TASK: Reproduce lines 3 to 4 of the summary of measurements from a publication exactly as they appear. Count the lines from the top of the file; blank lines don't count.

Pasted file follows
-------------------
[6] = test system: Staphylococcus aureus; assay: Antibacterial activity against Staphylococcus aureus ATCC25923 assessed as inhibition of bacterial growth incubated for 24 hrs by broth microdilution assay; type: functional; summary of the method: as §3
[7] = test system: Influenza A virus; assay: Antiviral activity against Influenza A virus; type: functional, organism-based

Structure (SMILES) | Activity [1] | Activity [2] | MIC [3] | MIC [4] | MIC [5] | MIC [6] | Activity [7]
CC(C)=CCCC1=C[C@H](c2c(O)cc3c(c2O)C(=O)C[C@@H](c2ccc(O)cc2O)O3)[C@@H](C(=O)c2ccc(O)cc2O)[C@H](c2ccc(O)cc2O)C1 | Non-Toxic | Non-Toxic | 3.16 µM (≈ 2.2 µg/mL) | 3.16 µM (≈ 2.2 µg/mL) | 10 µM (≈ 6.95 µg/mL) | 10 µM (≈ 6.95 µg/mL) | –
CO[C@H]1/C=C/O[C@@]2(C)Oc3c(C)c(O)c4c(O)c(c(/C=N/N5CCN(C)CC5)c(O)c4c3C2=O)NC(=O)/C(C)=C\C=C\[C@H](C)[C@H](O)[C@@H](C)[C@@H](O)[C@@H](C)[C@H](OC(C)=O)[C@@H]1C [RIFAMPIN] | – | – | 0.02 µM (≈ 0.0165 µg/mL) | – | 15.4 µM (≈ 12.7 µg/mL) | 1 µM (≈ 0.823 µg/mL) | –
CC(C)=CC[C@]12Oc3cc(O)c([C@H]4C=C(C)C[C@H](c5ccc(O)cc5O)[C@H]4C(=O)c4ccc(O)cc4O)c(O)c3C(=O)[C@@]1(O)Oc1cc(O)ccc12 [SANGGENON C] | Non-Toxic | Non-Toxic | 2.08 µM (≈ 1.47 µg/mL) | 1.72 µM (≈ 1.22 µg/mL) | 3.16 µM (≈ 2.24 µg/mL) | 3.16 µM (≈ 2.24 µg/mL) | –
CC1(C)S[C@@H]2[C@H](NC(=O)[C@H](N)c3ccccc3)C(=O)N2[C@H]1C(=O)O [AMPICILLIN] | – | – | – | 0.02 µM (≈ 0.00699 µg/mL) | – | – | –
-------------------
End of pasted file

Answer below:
Structure (SMILES) | Activity [1] | Activity [2] | MIC [3] | MIC [4] | MIC [5] | MIC [6] | Activity [7]
CC(C)=CCCC1=C[C@H](c2c(O)cc3c(c2O)C(=O)C[C@@H](c2ccc(O)cc2O)O3)[C@@H](C(=O)c2ccc(O)cc2O)[C@H](c2ccc(O)cc2O)C1 | Non-Toxic | Non-Toxic | 3.16 µM (≈ 2.2 µg/mL) | 3.16 µM (≈ 2.2 µg/mL) | 10 µM (≈ 6.95 µg/mL) | 10 µM (≈ 6.95 µg/mL) | –